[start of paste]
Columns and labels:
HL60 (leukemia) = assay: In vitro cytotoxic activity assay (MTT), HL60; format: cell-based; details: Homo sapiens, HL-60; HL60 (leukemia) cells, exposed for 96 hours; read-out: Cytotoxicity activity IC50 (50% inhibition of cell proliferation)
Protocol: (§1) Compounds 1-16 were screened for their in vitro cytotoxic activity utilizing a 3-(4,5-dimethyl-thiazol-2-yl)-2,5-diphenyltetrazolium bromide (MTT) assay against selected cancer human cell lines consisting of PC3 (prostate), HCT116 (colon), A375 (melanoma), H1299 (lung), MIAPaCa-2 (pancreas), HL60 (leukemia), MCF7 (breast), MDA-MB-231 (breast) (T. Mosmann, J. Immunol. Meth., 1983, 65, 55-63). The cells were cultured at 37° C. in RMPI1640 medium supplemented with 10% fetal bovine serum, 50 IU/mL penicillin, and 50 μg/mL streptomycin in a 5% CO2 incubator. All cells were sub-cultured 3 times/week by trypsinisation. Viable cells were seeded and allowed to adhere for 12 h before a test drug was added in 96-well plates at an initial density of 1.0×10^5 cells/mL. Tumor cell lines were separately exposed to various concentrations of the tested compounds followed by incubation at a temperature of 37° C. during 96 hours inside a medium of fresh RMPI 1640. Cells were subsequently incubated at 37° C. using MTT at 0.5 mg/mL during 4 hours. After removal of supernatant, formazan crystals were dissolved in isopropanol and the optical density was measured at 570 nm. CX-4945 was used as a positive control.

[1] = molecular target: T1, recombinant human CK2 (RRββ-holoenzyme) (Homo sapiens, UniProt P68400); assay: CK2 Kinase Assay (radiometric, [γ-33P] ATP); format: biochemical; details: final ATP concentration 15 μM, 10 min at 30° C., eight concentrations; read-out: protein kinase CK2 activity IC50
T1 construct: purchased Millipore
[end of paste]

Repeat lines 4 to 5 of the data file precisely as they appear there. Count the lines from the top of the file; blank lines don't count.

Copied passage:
[1] = molecular target: T1, recombinant human CK2 (RRββ-holoenzyme) (Homo sapiens, UniProt P68400); assay: CK2 Kinase Assay (radiometric, [γ-33P] ATP); format: biochemical; details: final ATP concentration 15 μM, 10 min at 30° C., eight concentrations; read-out: protein kinase CK2 activity IC50
T1 construct: purchased Millipore